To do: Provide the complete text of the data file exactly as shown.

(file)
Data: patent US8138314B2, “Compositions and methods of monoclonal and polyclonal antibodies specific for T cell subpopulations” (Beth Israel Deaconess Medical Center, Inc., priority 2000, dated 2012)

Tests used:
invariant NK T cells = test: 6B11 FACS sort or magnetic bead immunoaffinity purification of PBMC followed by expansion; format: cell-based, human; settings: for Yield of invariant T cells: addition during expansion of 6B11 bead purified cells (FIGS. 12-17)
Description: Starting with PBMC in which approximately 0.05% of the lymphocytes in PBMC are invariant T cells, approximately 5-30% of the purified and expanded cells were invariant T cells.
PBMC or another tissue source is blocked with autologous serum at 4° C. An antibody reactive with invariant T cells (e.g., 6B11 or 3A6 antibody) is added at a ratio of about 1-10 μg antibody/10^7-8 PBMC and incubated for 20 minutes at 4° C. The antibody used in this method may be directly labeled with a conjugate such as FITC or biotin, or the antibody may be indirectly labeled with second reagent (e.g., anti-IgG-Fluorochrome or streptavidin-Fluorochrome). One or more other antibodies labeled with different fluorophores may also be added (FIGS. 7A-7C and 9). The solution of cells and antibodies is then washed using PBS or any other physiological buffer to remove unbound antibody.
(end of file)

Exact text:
Data: patent US8138314B2, “Compositions and methods of monoclonal and polyclonal antibodies specific for T cell subpopulations” (Beth Israel Deaconess Medical Center, Inc., priority 2000, dated 2012)

Tests used:
invariant NK T cells = test: 6B11 FACS sort or magnetic bead immunoaffinity purification of PBMC followed by expansion; format: cell-based, human; settings: for Yield of invariant T cells: addition during expansion of 6B11 bead purified cells (FIGS. 12-17)
Description: Starting with PBMC in which approximately 0.05% of the lymphocytes in PBMC are invariant T cells, approximately 5-30% of the purified and expanded cells were invariant T cells.
PBMC or another tissue source is blocked with autologous serum at 4° C. An antibody reactive with invariant T cells (e.g., 6B11 or 3A6 antibody) is added at a ratio of about 1-10 μg antibody/10^7-8 PBMC and incubated for 20 minutes at 4° C. The antibody used in this method may be directly labeled with a conjugate such as FITC or biotin, or the antibody may be indirectly labeled with second reagent (e.g., anti-IgG-Fluorochrome or streptavidin-Fluorochrome). One or more other antibodies labeled with different fluorophores may also be added (FIGS. 7A-7C and 9). The solution of cells and antibodies is then washed using PBS or any other physiological buffer to remove unbound antibody.